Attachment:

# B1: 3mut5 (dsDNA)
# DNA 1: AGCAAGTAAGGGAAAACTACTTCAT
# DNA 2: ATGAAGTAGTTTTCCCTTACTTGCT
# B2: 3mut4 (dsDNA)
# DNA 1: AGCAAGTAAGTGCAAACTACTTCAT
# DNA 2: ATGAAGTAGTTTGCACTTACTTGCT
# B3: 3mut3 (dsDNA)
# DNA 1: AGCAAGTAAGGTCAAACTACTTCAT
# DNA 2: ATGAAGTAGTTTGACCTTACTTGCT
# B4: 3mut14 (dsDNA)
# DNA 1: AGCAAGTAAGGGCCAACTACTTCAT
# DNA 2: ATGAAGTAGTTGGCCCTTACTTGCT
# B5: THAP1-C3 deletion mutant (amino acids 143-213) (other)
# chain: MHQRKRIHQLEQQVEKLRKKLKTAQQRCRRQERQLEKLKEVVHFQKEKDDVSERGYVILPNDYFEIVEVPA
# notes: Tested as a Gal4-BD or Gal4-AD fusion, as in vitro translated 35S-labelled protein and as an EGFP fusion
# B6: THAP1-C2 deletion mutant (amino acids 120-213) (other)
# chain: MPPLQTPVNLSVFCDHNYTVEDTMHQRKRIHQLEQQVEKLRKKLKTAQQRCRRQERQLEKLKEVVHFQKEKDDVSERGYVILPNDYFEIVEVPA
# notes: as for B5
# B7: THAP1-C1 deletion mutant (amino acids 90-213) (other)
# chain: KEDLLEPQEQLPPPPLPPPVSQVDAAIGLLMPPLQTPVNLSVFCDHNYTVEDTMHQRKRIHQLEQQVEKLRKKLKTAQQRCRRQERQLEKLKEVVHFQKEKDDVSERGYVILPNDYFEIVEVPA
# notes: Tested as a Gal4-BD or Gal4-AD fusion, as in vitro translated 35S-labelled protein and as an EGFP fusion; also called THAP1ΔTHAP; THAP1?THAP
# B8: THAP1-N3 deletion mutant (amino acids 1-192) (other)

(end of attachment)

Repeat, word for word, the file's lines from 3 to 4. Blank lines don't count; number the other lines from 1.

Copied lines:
# DNA 2: ATGAAGTAGTTTTCCCTTACTTGCT
# B2: 3mut4 (dsDNA)